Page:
Emotion is what I look for and what grabs my attention. You know that psychiatric test where they show you lots of weird ink splots and ask you what you see? I took one once for fun, and every one of my responses was something like 'submission', 'freedom', etc.

SuperMax
05-01-2005, 01:08 AM
realism in an artistic way...

Hugh-Jass
05-01-2005, 01:48 AM
content (what type),
colour (any particular type of colour handling),
drawing style,
composition.

For me its a balance of all these things and does the piece evoke something inside that makes me want to get lost in the work. (stare like a catatonic idiot)

I just came from "open studios" where local artists (the non-digital variety) open their studios to the public... and I was contemplating why it was I liked some and not others.

the pieces I found myself drawn to weren't any one kind of subject... many were abstract, many literal, figurative, photography etc. most had a good compositional balance, but they all fired my neurons into thinking about "something". In some ways they all gave me a little insight into how the artist thinks about the world (or doesn't think for that matter)

I guess they were all competently executed and consistent into their own styles. Use of line and color is deliberate.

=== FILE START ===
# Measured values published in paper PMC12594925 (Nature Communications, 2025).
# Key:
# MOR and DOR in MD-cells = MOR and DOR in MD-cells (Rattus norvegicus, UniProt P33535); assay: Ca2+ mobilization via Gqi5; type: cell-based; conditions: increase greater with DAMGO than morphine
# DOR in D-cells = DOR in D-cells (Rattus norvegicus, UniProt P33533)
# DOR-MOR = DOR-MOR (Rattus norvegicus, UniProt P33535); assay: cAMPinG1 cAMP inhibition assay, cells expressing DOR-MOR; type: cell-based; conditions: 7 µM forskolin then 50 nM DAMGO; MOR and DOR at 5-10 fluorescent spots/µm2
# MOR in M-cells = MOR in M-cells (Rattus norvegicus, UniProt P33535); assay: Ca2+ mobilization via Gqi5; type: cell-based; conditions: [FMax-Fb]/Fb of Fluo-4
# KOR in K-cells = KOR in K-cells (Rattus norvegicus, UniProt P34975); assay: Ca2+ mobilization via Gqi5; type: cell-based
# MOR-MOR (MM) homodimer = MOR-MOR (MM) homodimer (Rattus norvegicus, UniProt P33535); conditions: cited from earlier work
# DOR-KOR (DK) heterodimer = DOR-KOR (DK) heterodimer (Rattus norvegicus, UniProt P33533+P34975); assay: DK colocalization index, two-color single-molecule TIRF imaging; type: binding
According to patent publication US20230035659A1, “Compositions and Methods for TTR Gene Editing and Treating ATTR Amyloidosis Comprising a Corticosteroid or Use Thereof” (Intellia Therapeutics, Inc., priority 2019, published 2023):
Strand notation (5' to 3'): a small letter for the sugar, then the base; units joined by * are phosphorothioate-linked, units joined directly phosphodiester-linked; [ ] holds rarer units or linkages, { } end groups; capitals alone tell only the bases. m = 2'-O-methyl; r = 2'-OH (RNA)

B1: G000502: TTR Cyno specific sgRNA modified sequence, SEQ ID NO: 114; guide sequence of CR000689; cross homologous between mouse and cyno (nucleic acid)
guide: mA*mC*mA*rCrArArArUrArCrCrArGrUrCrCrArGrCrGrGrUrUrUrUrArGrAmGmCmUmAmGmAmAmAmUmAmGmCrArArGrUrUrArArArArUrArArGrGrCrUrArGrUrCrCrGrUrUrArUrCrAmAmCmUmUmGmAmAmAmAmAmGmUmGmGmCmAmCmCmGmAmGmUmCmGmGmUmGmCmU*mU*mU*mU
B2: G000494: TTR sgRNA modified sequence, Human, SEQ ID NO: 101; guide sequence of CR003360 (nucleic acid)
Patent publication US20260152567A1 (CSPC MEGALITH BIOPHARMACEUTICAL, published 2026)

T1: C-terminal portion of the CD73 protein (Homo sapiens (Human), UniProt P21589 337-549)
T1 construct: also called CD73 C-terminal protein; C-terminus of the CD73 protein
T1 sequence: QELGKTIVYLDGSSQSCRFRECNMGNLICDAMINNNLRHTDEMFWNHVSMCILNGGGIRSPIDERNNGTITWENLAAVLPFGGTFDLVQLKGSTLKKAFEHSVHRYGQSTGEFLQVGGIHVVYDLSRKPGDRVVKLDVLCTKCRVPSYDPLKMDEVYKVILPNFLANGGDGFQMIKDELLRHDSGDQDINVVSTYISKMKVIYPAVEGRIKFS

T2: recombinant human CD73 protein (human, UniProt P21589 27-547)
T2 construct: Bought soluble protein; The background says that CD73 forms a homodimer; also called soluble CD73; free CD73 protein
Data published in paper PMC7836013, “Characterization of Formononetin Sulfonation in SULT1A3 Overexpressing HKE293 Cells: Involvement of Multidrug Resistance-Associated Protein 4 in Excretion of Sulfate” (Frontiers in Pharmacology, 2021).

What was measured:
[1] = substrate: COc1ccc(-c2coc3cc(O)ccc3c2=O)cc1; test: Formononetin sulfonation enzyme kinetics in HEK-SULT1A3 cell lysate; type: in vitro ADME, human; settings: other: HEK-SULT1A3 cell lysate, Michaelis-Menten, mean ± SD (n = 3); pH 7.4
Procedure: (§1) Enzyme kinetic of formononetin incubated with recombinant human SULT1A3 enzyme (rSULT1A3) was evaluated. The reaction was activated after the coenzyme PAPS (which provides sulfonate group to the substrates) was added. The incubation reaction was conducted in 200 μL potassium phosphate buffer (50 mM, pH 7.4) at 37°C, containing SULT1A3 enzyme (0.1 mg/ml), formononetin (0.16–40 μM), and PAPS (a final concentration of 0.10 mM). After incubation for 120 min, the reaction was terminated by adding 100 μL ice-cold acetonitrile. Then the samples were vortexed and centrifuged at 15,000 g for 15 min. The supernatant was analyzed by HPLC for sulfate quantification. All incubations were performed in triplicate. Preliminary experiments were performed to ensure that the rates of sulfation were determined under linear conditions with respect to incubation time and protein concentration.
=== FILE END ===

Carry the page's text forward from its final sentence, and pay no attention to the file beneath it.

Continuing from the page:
I will say that most of what I see on cgtalk seems to lean heavily on the illustrative side of "art". They tend to be narrative. most of what is here I would call sci-fi fantasy illustration. where is the cg "fine art"? less literal work? abstracts? THat's why I wen t to the open studios to get a little balance to clear out my head...some non-monitor time.

So as far as content goes for me it doesn't matter what the content (abstract, literal.. figurative...environmental...etc.) is as long as the artist is behind it and uses it effectively to provoke a mood, place, feeling..something that fires the gears. I do find a lot of work here on cgtalk that does that well, but I can't really pin down one thing... certainly composition is really important.

My background is in fine arts and computer graphics. I look at just about everything I can...looking at some work for technical process/execution and some for pure aesthetics.

CGmonkey
05-01-2005, 12:23 PM
I was walking through an elderly home yesterday, I stopped and glanced at every picture in the hallway.. I guess I'm interested in everything made by an artist these days. It's fascinating how people just take art for granted :)

eparts
05-01-2005, 07:35 PM
well just a little digression or perhaps not.

maybe its sad, but I have to say that Ive noticed a phenomena here in the online art galleries where they count views on each picture. The most popular artworks are the ones with SEX on it. this can be pretty women, women and not limited to half naked, or naked women.

I am not answering for myself and ofcourse not all of you, but here comes the bomb:

sex sells

vfx fan
05-01-2005, 10:56 PM
The theme, color, and form.